Nigerian court orders lecturers to end strike before it will hear appeal

Members of the National Association of Nigerian Students (NANS) staged a protest against prolonged strike action of the Academic Staff Union of Universities at the access road to the Murtala Muhammad International Airport in Lagos, Nigeria September 19, 2022. REUTERS/Temilade Adelaja

ABUJA, Oct 7 (Reuters) - Nigeria's Court of Appeal on Friday ordered public university lecturers to end their strike for better working conditions in the next seven days before it will hear their appeal against a ruling by a lower court.

The lecturers, who have been striking since February, last month appealed a lower court ruling ordering them to suspend their action.

Three judges of the Court of Appeal said the Academic Staff Union of Universities (ASUU) should first obey last month's ruling by the National Industrial Court before they would hear the lecturers' appeal.

An ASUU spokesperson did not immediately respond to Reuters phone calls and messages seeking his reaction to the court order.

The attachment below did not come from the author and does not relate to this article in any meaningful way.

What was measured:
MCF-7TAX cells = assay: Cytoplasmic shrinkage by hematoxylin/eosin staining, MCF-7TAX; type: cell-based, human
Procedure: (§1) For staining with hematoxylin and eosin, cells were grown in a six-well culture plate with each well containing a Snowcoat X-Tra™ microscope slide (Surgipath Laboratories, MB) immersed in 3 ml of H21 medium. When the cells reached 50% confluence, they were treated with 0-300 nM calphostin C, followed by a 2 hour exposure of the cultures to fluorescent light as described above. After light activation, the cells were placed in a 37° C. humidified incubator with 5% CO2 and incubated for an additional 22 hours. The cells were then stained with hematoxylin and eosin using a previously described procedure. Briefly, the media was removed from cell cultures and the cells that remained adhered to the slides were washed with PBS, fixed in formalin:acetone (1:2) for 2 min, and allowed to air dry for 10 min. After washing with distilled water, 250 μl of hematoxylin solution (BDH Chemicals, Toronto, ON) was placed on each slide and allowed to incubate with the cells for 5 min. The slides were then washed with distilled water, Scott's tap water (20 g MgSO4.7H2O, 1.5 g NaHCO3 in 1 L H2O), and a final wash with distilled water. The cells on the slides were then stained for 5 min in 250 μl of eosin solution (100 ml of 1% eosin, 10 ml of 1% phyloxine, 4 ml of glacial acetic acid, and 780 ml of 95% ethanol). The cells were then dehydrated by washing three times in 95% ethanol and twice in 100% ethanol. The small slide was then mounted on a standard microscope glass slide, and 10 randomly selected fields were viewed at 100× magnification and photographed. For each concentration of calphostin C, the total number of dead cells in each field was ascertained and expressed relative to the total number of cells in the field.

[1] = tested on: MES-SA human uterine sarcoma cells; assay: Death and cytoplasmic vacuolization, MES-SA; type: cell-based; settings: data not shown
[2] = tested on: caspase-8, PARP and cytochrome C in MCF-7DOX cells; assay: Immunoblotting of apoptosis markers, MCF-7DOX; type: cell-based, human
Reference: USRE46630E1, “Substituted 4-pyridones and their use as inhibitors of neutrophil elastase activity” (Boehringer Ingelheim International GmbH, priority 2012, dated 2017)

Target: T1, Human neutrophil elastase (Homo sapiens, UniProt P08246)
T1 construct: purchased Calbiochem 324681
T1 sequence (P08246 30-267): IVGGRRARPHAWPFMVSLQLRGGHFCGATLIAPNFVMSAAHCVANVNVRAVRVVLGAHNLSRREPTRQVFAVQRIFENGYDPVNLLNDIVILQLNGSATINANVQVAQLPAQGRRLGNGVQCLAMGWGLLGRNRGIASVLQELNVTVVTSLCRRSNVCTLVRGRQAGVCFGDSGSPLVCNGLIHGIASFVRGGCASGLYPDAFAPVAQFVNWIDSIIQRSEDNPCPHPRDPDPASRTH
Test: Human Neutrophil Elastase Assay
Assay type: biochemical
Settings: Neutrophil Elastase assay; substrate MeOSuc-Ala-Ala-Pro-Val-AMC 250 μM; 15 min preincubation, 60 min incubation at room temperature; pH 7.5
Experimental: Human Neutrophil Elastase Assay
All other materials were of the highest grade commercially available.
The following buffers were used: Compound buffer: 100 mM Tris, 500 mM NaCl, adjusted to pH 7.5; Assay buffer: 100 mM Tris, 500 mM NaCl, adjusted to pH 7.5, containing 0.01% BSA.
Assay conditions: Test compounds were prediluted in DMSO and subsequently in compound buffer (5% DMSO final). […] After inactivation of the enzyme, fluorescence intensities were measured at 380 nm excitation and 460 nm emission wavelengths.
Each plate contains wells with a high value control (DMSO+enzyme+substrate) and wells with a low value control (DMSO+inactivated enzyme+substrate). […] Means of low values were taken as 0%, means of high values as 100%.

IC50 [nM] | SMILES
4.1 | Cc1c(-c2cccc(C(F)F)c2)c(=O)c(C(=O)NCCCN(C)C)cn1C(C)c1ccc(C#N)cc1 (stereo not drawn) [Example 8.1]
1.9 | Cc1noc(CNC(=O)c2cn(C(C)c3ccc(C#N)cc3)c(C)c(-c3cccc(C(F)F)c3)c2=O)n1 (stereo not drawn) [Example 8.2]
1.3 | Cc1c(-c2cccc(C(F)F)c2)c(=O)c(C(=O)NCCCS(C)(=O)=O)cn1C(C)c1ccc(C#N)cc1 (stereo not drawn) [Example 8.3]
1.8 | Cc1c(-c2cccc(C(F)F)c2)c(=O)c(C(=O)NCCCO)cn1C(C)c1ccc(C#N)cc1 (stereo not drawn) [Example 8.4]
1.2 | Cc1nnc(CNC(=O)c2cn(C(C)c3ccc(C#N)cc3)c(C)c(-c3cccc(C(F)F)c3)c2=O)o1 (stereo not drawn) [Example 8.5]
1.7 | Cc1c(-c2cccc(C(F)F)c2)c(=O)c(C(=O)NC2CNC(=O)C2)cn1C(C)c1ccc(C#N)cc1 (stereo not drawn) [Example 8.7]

President Muhammadu Buhari said in a budget speech on Friday the government was dismayed by the strike and had set aside 470 billion naira ($1.1 billion) for "revitalization and salary enhancements in the tertiary institutions" next year.

The government this week registered a splinter lecturers' union, which wants the strike to end.

Lecturers at Nigerian public universities, attended by most university-level students in Africa's most populous country, frequently strike for better pay.

($1 = 433.2200 naira)

Reporting by Camillus Eboh; Editing by Hugh Lawson

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